December 9, 2022

Medical Trend

Medical News and Medical Resources

How likely is gastric polyps to become cancerous?

How likely is gastric polyps to become cancerous?



 

How likely is gastric polyps to become cancerous? How to treat? Prevention is very important!

Gastric polyp refers to one or more bulging “small balls” in the gastric mucosa that are visible to the naked eye. 

Gastric polyp refers to the local gastric mucosa with one or more visible, raised “small balls”, which are mucosal hyperplasia protruding from the gastric cavity and are generally benign; the name polyp does not indicate its etiology and histology Structure, but polyps can become cancerous.

 

How likely is gastric polyps to become cancerous?

 

Gastric polyps are generally located in the antrum of the stomach, which is the same as the prevalent site of gastritis and gastric ulcer.

A few can also be found in the upper part of the stomach, cardia and fundus.

The pedicled polyps of the pylorus and the polyps that grow near the cardia should be emphasized, which are prone to vomiting and dysphagia, respectively.

 

 

 

What kinds of stomach polyps are there?

Pathologically, gastric polyps are mainly divided into hyperplastic polyps and adenomatous polyps.

 

1. Hyperplastic polyps

Most of them are hyperplastic polyps, which are less cancerous, and are polyp-like substances formed by inflammatory mucosal hyperplasia, not real tumors, and are also called inflammatory polyps.

The characteristics are: polyps are small, generally less than 1.5cm in diameter, round, etc., with or without pedicle, smooth surface, and may be accompanied by erosion. A small number of intestinal metaplasia, dysplasia, adenomatous transformation, there is a risk of cancer, but the cancer rate generally does not exceed 1% to 2%.

 

2. Adenomatous polyps

Adenomatous polyps are benign gastric tumors derived from the epithelium of the gastric mucosa, accounting for about 15% of gastric polyps. The characteristics are: generally large in size, spherical or hemispherical, most have no pedicle, smooth surface, a few are flat, striped or lobed.

Histologically, it is mainly formed by surface epithelium, pit epithelium and glandular hyperplasia. Epithelial differentiation is immature, and mitotic figures are more common, which can be divided into tubular, villous and mixed adenomas, often accompanied by obvious intestinal metaplasia and dysplasia.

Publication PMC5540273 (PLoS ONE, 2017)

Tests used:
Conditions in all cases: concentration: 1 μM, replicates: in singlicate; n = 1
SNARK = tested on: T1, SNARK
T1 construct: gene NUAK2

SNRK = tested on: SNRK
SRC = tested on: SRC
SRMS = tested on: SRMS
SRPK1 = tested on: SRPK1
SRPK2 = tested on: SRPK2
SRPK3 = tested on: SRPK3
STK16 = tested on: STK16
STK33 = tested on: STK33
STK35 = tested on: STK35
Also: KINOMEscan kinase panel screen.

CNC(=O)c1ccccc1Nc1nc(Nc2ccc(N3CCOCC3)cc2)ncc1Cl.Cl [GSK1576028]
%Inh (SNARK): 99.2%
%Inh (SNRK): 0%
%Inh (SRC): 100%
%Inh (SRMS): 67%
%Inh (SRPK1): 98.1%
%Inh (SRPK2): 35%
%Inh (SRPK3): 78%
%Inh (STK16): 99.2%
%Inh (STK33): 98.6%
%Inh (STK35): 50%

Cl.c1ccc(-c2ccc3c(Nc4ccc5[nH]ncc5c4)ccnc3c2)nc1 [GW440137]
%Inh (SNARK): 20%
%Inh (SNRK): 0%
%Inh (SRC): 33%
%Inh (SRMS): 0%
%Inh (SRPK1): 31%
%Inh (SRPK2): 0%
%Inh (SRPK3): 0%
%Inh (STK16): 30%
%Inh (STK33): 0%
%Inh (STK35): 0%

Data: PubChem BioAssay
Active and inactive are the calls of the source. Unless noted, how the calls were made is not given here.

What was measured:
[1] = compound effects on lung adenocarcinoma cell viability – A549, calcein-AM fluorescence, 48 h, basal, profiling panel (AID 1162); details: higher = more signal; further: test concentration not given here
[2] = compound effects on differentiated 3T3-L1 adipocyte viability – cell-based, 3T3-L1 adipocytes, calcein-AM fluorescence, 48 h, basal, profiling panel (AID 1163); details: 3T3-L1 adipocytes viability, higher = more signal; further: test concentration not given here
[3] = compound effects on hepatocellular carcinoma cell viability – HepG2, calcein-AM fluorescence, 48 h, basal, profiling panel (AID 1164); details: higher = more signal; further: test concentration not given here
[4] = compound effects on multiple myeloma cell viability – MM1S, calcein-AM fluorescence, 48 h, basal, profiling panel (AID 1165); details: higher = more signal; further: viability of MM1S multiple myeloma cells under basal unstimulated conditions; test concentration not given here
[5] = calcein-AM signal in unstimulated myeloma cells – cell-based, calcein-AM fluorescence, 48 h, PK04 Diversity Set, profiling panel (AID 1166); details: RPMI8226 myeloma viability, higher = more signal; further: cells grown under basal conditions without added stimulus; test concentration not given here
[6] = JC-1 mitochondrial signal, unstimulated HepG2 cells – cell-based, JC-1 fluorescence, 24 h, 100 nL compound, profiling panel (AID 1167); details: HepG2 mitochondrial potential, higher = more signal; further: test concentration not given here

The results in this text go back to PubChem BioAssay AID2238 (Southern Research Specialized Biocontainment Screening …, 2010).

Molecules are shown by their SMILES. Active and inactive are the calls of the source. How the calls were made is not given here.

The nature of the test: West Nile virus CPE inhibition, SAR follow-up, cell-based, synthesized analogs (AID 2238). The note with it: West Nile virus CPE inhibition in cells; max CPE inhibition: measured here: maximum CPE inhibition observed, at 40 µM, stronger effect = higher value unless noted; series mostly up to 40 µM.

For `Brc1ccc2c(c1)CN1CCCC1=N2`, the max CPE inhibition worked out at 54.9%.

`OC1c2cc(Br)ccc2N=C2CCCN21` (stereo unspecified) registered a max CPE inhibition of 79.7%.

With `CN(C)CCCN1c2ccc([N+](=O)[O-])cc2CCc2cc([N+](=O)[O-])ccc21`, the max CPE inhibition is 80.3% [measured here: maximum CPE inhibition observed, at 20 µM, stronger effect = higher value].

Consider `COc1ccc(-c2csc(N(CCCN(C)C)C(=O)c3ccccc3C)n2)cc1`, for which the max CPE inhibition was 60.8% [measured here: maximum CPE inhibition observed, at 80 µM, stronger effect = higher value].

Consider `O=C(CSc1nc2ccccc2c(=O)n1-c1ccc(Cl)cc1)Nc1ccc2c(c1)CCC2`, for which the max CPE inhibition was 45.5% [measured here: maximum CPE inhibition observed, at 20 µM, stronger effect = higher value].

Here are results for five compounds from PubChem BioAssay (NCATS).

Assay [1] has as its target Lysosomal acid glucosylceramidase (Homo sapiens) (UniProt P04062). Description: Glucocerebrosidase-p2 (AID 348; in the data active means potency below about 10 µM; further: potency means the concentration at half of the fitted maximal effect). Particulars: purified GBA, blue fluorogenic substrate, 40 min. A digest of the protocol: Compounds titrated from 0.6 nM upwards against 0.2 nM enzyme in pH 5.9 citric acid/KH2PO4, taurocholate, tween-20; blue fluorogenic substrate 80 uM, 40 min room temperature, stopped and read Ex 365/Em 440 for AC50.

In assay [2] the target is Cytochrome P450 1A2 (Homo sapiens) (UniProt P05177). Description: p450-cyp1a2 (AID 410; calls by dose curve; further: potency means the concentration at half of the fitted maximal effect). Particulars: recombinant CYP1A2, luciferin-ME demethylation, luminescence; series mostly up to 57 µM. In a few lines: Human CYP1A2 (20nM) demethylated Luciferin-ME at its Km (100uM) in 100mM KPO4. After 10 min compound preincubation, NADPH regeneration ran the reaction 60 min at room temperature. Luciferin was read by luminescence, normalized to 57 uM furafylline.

This type of polyp has a high canceration rate, which can reach >30%, especially for those with tumor diameter greater than 2cm, villous adenoma, and third degree dysplasia.

 

 

 

What causes gastric polyps?

  • 1. Genetic susceptibility, some people are prone to stomach polyps.
  • 2. The causes that can cause gastritis and gastric ulcer can also cause gastric polyps, but the probability of occurrence is much less.

For example, Helicobacter pylori infection, gastroduodenal reflux, drugs such as aspirin, and other chronic physical and chemical irritants.

 

 

 

What are the clinical manifestations of gastric polyps?

Gastric polyps have no specific clinical manifestations, and can have dyspeptic symptoms such as bloating, belching, epigastric discomfort, and anorexia. Polyps are eroded and necrotic, may have hematemesis, melena, etc.

The pedicled polyp located in the pylorus can break into the pyloric duct or duodenum, and the pyloric obstruction appears, showing prominent stomach distension and vomiting.

Polyps grow near the cardia, because of mechanical obstruction when eating, it is manifested as stagnant swallowing and difficulty swallowing.

 

 

 

How high is the cancer rate of gastric polyps?

  1. Hyperplastic polyps (inflammatory polyps) cancer rate <2%;
  2. The carcinogenesis rate of adenomatous polyps is >30%, so the focus of preventing gastric polyps from carcinogenesis is adenomatous polyps, which should be surgically removed once they are diagnosed.
  3. Pathological examination is required for polyps found.

 

 

How to treat gastric polyps?

 

(1) Treatment of hyperplastic polyps

Polyps with a diameter of less than 2cm, pedicles, and no ulcers are mostly inflammatory polyps (hyperplastic polyps). Hyperplastic polyps are non-tumor polyps and rarely develop malignant lesions.

They are treated symptomatically by internal medicine, such as HP (Helicobacter pylori) Positive, killing HP treatment can make some polyps disappear, and the effect is better (HP-negative inflammatory gastric polyps do not even need to be treated); even if the inflammatory polyps still exist, as long as they do not grow, do not be too nervous.

However, in order to prevent gastric polyps from becoming cancerous, gastroscopy should be done once a year.

For dysplasia, adenoma-like changes, and fast-growing inflammatory polyps, gastroscopic resection can be selected.

 

(2) Treatment of adenomatous polyps

Choose gastroscopic resection or even surgery.

 

(3) Endoscopic treatment

Endoscopic resection is the first choice for the treatment of gastric polyps.

Indications are:

  1. Stemless or broad-based polyps larger than 2cm.
  2. Those who have progressively enlarged polyps have ulcers.
  3. The disease is diagnosed as adenomatous polyps with dysplasia, suspicious cancer and cancer.

 

(4) Anti-Hp treatment

In recent years, studies have shown that Helicobacter pylori (Hp) infection is closely related to the occurrence of hyperplastic polyps.

After successful eradication of Hp infection in patients with Hp-positive hyperplastic polyps, about 40% of the polyps have completely resolved.

Therefore, Hp testing should be performed for patients with hyperplastic polyps during diagnosis and treatment.

If positive, Hp eradication should be performed, and then corresponding treatments should be made according to the regression of the polyps.

 

 

 

How likely is gastric polyps to become cancerous?

(source:cinanet, reference only)


Disclaimer of medicaltrend.org